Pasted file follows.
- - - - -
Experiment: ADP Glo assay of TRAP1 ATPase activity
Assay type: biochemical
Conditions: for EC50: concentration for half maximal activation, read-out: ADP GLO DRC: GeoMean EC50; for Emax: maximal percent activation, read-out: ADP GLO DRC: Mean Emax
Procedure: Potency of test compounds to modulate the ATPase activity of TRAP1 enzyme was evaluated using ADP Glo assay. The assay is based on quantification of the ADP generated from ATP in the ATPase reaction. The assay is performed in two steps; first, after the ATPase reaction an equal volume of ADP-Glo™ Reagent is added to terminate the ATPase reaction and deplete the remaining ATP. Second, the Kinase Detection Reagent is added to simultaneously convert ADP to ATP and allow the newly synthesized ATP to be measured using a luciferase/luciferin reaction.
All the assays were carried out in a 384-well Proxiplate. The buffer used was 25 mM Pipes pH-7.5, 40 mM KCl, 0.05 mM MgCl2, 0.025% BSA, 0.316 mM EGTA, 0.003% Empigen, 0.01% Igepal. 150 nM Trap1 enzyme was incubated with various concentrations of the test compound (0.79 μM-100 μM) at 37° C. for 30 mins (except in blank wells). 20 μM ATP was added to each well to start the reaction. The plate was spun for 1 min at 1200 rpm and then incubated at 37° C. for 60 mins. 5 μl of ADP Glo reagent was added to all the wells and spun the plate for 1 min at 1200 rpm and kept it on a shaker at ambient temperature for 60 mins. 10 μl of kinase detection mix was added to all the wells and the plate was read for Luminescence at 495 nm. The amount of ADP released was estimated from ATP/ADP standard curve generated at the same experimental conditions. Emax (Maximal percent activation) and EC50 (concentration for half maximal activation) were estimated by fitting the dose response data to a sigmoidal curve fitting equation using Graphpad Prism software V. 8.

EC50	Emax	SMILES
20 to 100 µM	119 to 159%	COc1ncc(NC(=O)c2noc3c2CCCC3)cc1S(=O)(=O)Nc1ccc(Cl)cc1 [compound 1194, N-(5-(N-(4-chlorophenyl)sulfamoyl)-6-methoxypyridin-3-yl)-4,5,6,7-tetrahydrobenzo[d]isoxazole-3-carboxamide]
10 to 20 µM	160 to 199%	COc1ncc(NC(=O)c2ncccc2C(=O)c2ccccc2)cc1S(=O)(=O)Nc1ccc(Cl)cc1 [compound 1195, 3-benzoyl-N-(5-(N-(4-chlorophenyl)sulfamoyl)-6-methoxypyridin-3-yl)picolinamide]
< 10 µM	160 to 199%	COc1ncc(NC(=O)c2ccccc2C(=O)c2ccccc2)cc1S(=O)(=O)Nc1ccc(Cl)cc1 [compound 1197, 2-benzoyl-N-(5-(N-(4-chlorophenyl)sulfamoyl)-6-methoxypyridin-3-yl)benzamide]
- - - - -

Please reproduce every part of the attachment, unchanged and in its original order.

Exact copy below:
Experiment: ADP Glo assay of TRAP1 ATPase activity
Assay type: biochemical
Conditions: for EC50: concentration for half maximal activation, read-out: ADP GLO DRC: GeoMean EC50; for Emax: maximal percent activation, read-out: ADP GLO DRC: Mean Emax
Procedure: Potency of test compounds to modulate the ATPase activity of TRAP1 enzyme was evaluated using ADP Glo assay. The assay is based on quantification of the ADP generated from ATP in the ATPase reaction. The assay is performed in two steps; first, after the ATPase reaction an equal volume of ADP-Glo™ Reagent is added to terminate the ATPase reaction and deplete the remaining ATP. Second, the Kinase Detection Reagent is added to simultaneously convert ADP to ATP and allow the newly synthesized ATP to be measured using a luciferase/luciferin reaction.
All the assays were carried out in a 384-well Proxiplate. The buffer used was 25 mM Pipes pH-7.5, 40 mM KCl, 0.05 mM MgCl2, 0.025% BSA, 0.316 mM EGTA, 0.003% Empigen, 0.01% Igepal. 150 nM Trap1 enzyme was incubated with various concentrations of the test compound (0.79 μM-100 μM) at 37° C. for 30 mins (except in blank wells). 20 μM ATP was added to each well to start the reaction. The plate was spun for 1 min at 1200 rpm and then incubated at 37° C. for 60 mins. 5 μl of ADP Glo reagent was added to all the wells and spun the plate for 1 min at 1200 rpm and kept it on a shaker at ambient temperature for 60 mins. 10 μl of kinase detection mix was added to all the wells and the plate was read for Luminescence at 495 nm. The amount of ADP released was estimated from ATP/ADP standard curve generated at the same experimental conditions. Emax (Maximal percent activation) and EC50 (concentration for half maximal activation) were estimated by fitting the dose response data to a sigmoidal curve fitting equation using Graphpad Prism software V. 8.

EC50	Emax	SMILES
20 to 100 µM	119 to 159%	COc1ncc(NC(=O)c2noc3c2CCCC3)cc1S(=O)(=O)Nc1ccc(Cl)cc1 [compound 1194, N-(5-(N-(4-chlorophenyl)sulfamoyl)-6-methoxypyridin-3-yl)-4,5,6,7-tetrahydrobenzo[d]isoxazole-3-carboxamide]
10 to 20 µM	160 to 199%	COc1ncc(NC(=O)c2ncccc2C(=O)c2ccccc2)cc1S(=O)(=O)Nc1ccc(Cl)cc1 [compound 1195, 3-benzoyl-N-(5-(N-(4-chlorophenyl)sulfamoyl)-6-methoxypyridin-3-yl)picolinamide]
< 10 µM	160 to 199%	COc1ncc(NC(=O)c2ccccc2C(=O)c2ccccc2)cc1S(=O)(=O)Nc1ccc(Cl)cc1 [compound 1197, 2-benzoyl-N-(5-(N-(4-chlorophenyl)sulfamoyl)-6-methoxypyridin-3-yl)benzamide]